Berlin Marathon: My First European

With the ultimate aim of completing all six World Marathon Majors, after completing Virgin London Marathon 2011, Berlin 2012 was next in my plan.

With Berlin being only a couple of hours away and a city I had visited before, albeit for a less-than-healthy stag do, this was the perfect place to tick WMM number two off the list. Unlike VLM, registration was straight forward – first come first served.

Result Current PB
03:56:11 03:32:42


After a Friday arrival, on Saturday we hit the Expo held at Tempelhof, a disused pre-WWII airport about 30 mins away by train from central Berlin and fairly easy to get to, with a small walk from the nearby U-Bahn (Berlin-Tempelhof).

With Berlin being a major, crowds were aplenty with a long queue to enter the hangar where registration was held. Outside on the disused runway there were food, drink and clothes stalls to keep you occupied, as well as a couple of planes. TIP: If the Michelberger’s Fountain of Youth coconut water stall is there again, give it a taste, it was delicious.

The expo itself was good, with the usual nutrition and clothing stands. The only downside was once after queuing to get into the main hangar, you had to queue again for the bib and chip, which was very straight forward once in. After, you are free to roam and try the juicy Bratwurst but minus the local beer.

Race Start

View our Berlin Marathon photo blog here

The starting area is in Tiergarten, a park just through Brandenburg Gate from Unter den Linden. While in the racing pens waiting to start hard trance music blared out from many speakers as a personal trainer oversaw a mass workout. I found this quite uplifting, especially the music and it gave me that extra lift. I loved it.  Within ten minutes of starting I was across the line as music and cheering from the mass ranks of supporters pushed us on.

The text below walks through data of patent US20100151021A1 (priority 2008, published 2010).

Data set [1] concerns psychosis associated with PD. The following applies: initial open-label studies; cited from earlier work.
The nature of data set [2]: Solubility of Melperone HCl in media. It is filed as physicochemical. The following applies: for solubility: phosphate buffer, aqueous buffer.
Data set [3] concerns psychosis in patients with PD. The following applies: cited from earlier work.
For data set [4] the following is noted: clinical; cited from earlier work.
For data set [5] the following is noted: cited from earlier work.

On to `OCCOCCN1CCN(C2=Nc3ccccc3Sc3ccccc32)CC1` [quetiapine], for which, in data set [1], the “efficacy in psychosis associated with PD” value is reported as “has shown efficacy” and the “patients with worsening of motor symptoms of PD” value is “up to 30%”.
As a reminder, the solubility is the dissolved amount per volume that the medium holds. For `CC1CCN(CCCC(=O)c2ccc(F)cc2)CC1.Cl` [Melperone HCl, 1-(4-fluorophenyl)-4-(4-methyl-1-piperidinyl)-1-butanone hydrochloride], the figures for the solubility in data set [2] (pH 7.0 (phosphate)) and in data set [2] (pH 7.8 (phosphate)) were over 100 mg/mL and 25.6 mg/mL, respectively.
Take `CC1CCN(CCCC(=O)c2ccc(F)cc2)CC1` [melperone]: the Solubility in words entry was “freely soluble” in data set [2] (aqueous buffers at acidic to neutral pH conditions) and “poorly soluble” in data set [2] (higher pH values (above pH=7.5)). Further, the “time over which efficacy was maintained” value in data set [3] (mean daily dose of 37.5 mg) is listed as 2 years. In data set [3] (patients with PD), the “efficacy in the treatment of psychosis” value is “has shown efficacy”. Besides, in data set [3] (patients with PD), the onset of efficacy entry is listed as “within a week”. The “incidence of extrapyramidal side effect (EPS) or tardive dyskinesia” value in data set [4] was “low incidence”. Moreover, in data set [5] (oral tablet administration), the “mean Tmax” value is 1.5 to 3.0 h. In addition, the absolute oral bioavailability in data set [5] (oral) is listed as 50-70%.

Race day at Brandenburg Gate

The Race

With around 35,000 runners, early navigation in order to get your pace took some manouevring and slip streaming. The course as a whole is pretty flat and renowned for marathoners achieving PBs. On a whole I felt good throughout the whole race.

Support and entertainment was average and sometimes sparse. Previous reports of hundreds of thousands cheering you on and band after band playing where somewhat exaggerated.  Though, with my first marathon being London and with the mass support you get there, Berlin was always going to fall short.

With the start and finish lines centralised around the same area, surrounded by various historic buildings such as the Reichstag and of course the Brandenburg Gate, the rest of the route, in my opinion, was rather non-descript.  Running through areas such as Kreuzberg (19km), Schoneberg at half marathon stage, and Steglitz (25km) and onwards were non-inspiring. Crowds were small and music sporadic – it was a period of self-motivation and drive.

Water and food stations throughout the course were aplenty, with the usual array of power drinks. I consumed four of my own carb gels throughout the race.

Heading towards the home stretch from around the 35 km mark, where I was feeling strong both mentally and physically, support and excitement grew with the thought of finishing under the iconic Brandenburg Gate. The extra lift you get from seeing this in the distance as you approach is amazing and once under the gate runners are greeted by grandstands either side packed full of support and BMW logos everywhere.

Through the finish line, and with a bit of a standstill runners found themselves waiting and queuing to receive their medals, be de-chipped and more importantly, to get our legs moving again.

The flat course didn’t let me down and I finished 40 mins faster than at VLM the year before, with a 3:56 result. World Marathon Major number two was done.

3 thoughts on “Berlin Marathon: My First European

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